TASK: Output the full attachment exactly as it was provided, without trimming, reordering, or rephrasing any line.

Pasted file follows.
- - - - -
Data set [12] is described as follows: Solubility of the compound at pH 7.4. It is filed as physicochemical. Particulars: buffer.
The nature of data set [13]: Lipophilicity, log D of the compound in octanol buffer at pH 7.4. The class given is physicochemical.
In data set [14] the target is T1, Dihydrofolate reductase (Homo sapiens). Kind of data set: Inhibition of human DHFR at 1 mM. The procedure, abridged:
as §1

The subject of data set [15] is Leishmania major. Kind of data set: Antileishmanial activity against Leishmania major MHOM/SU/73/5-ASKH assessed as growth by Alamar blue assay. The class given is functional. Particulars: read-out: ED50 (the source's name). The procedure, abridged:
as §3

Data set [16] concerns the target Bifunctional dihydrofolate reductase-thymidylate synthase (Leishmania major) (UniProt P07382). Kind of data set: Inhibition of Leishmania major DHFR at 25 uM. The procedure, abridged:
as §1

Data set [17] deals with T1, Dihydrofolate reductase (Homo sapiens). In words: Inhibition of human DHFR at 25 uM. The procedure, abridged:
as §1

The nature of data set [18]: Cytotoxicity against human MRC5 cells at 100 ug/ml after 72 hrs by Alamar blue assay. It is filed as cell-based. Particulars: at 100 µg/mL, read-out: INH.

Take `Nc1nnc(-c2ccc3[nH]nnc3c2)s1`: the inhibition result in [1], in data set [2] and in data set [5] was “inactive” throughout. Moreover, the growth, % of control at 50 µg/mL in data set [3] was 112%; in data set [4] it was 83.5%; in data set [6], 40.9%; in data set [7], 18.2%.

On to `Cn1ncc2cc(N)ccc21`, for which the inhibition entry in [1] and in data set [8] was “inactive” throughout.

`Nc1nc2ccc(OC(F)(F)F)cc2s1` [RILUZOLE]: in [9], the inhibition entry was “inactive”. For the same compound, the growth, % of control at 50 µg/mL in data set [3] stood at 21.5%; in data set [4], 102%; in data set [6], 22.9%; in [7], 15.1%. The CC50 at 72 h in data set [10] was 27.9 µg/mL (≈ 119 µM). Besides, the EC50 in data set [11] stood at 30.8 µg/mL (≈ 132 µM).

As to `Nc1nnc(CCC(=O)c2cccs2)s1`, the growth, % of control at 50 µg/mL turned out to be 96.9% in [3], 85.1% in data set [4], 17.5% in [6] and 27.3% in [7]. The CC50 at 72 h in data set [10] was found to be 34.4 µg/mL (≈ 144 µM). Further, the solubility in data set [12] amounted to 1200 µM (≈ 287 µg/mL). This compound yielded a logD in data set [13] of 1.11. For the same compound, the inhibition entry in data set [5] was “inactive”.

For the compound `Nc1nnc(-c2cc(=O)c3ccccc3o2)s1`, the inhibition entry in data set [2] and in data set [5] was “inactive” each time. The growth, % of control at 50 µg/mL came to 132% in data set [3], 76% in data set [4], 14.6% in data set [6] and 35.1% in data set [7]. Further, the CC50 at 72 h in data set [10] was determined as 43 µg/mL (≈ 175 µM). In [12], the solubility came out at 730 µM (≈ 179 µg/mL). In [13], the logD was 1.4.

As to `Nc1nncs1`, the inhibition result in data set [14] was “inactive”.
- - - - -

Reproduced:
Data set [12] is described as follows: Solubility of the compound at pH 7.4. It is filed as physicochemical. Particulars: buffer.
The nature of data set [13]: Lipophilicity, log D of the compound in octanol buffer at pH 7.4. The class given is physicochemical.
In data set [14] the target is T1, Dihydrofolate reductase (Homo sapiens). Kind of data set: Inhibition of human DHFR at 1 mM. The procedure, abridged:
as §1

The subject of data set [15] is Leishmania major. Kind of data set: Antileishmanial activity against Leishmania major MHOM/SU/73/5-ASKH assessed as growth by Alamar blue assay. The class given is functional. Particulars: read-out: ED50 (the source's name). The procedure, abridged:
as §3

Data set [16] concerns the target Bifunctional dihydrofolate reductase-thymidylate synthase (Leishmania major) (UniProt P07382). Kind of data set: Inhibition of Leishmania major DHFR at 25 uM. The procedure, abridged:
as §1

Data set [17] deals with T1, Dihydrofolate reductase (Homo sapiens). In words: Inhibition of human DHFR at 25 uM. The procedure, abridged:
as §1

The nature of data set [18]: Cytotoxicity against human MRC5 cells at 100 ug/ml after 72 hrs by Alamar blue assay. It is filed as cell-based. Particulars: at 100 µg/mL, read-out: INH.

Take `Nc1nnc(-c2ccc3[nH]nnc3c2)s1`: the inhibition result in [1], in data set [2] and in data set [5] was “inactive” throughout. Moreover, the growth, % of control at 50 µg/mL in data set [3] was 112%; in data set [4] it was 83.5%; in data set [6], 40.9%; in data set [7], 18.2%.

On to `Cn1ncc2cc(N)ccc21`, for which the inhibition entry in [1] and in data set [8] was “inactive” throughout.

`Nc1nc2ccc(OC(F)(F)F)cc2s1` [RILUZOLE]: in [9], the inhibition entry was “inactive”. For the same compound, the growth, % of control at 50 µg/mL in data set [3] stood at 21.5%; in data set [4], 102%; in data set [6], 22.9%; in [7], 15.1%. The CC50 at 72 h in data set [10] was 27.9 µg/mL (≈ 119 µM). Besides, the EC50 in data set [11] stood at 30.8 µg/mL (≈ 132 µM).

As to `Nc1nnc(CCC(=O)c2cccs2)s1`, the growth, % of control at 50 µg/mL turned out to be 96.9% in [3], 85.1% in data set [4], 17.5% in [6] and 27.3% in [7]. The CC50 at 72 h in data set [10] was found to be 34.4 µg/mL (≈ 144 µM). Further, the solubility in data set [12] amounted to 1200 µM (≈ 287 µg/mL). This compound yielded a logD in data set [13] of 1.11. For the same compound, the inhibition entry in data set [5] was “inactive”.

For the compound `Nc1nnc(-c2cc(=O)c3ccccc3o2)s1`, the inhibition entry in data set [2] and in data set [5] was “inactive” each time. The growth, % of control at 50 µg/mL came to 132% in data set [3], 76% in data set [4], 14.6% in data set [6] and 35.1% in data set [7]. Further, the CC50 at 72 h in data set [10] was determined as 43 µg/mL (≈ 175 µM). In [12], the solubility came out at 730 µM (≈ 179 µg/mL). In [13], the logD was 1.4.

As to `Nc1nncs1`, the inhibition result in data set [14] was “inactive”.